So what has another season’s experience taught us? I think it has confirmed that many farmers and advisers need to assess more carefully the threat of black-grass to next year’s autumn sown crops. There is no point in taking an unrealistic view of what herbicides can achieve. In many instances the background population of black-grass needs to be reduced to a level where herbicides can prevent yield loss and also provide the best chance of limiting seed returning to the soil. This means that there should be the potential of no more than 10 black-grass plants/m² (at a push 15/m²) emerging in an untreated winter cereal crop. Such numbers do not occur in an autumn sown cereal where there is so much black-grass emergence between the previous and the current crop that at least two applications of glyphosate are required in order to prevent emerged black-grass plants reducing further emergence through competition (no, it is not allelopathy). In such situations, winter or spring drilling are the only options.

All farmers and advisers are aware of the cultural options available and attention to detail is essential, such as estimating where in the soil profile the majority of the viable black-grass seed lies. This should help to guide the choice of type and depth of cultivation required. All approaches should be considered, including hand and chemical roguing.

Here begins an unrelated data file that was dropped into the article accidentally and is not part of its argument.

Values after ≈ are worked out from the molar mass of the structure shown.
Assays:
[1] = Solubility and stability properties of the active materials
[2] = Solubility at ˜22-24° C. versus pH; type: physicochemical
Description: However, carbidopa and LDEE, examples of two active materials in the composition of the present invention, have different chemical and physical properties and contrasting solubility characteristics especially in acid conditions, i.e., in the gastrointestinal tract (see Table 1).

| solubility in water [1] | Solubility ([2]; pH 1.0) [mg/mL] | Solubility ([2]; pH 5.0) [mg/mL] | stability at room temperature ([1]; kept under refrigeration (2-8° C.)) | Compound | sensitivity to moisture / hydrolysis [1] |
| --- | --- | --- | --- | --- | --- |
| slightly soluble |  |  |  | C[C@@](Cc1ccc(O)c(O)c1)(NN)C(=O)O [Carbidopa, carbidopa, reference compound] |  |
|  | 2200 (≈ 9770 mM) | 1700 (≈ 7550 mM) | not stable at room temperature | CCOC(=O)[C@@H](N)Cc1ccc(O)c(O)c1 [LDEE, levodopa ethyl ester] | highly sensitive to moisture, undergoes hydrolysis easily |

I constantly witness the value of the strategic use of the plough. Now, please do not get back to me and say that ploughing would ruin the soil after many years of adoption of non-plough tillage. I have never seen any trials or field evidence to support such a statement. All options have to be considered!

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World hunger continues to fall

Posted on 10/06/2016 by Jim Orson

I cannot remember the exact year when I spoke at a large conference on the possible introduction of GM crops into the UK. It was perhaps the final year or two of the last century. After contacting a few aid charities I felt able to say with confidence that the number of undernourished people in the world was falling. However, I mentioned my concern that in Northern Europe we had almost exhausted the potentials of pesticides and crop nutrition. This was the main premise of my support for GM crops.

The statement that the number of undernourished people in the world was falling seemed to enrage the green groups present. I still do not know exactly why but shortly after my talk they posted reports on the web saying that I was wrong. However, as usual, they produced no evidence. I can only assume that they wanted to present conventional farming as failing to feed the world.

There is now a great database on the web that allows me, as well as the green blob, to obtain a more precise guide. This database is faostat3 produced by the Food and Agriculture Organization of the United Nations. All the data in this blog is as presented in faostat3.

This confirms that the number of undernourished people in the world was indeed falling at the time of my talk (see the first figure). The period covered in this figure (1991-2015) was a time of rapid expansion of the world population which meant that the proportion of undernourished people was falling more rapidly than the absolute numbers indicate. Unfortunately, the numbers rose in the early years of this century before falling significantly over the last ten years or so.